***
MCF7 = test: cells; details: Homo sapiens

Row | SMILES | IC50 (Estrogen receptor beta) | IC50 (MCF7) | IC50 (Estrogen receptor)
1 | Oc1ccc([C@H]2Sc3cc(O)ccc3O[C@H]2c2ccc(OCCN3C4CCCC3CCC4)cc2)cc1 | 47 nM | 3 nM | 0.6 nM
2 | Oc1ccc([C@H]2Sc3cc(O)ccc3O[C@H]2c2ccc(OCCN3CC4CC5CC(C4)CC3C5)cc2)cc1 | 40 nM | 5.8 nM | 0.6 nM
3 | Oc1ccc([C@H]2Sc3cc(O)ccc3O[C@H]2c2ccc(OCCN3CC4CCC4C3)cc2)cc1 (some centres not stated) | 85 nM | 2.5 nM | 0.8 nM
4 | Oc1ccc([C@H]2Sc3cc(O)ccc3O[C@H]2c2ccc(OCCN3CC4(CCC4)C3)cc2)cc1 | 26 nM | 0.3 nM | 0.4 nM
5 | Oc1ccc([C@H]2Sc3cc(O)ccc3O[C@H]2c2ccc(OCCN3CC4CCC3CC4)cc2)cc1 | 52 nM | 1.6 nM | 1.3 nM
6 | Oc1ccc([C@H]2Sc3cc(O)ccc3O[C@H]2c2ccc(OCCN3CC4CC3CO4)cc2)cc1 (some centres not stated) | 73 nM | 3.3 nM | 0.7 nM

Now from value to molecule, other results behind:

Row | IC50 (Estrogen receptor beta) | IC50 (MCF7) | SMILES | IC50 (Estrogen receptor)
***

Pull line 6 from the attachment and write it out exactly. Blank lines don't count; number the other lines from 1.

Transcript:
4 | Oc1ccc([C@H]2Sc3cc(O)ccc3O[C@H]2c2ccc(OCCN3CC4(CCC4)C3)cc2)cc1 | 26 nM | 0.3 nM | 0.4 nM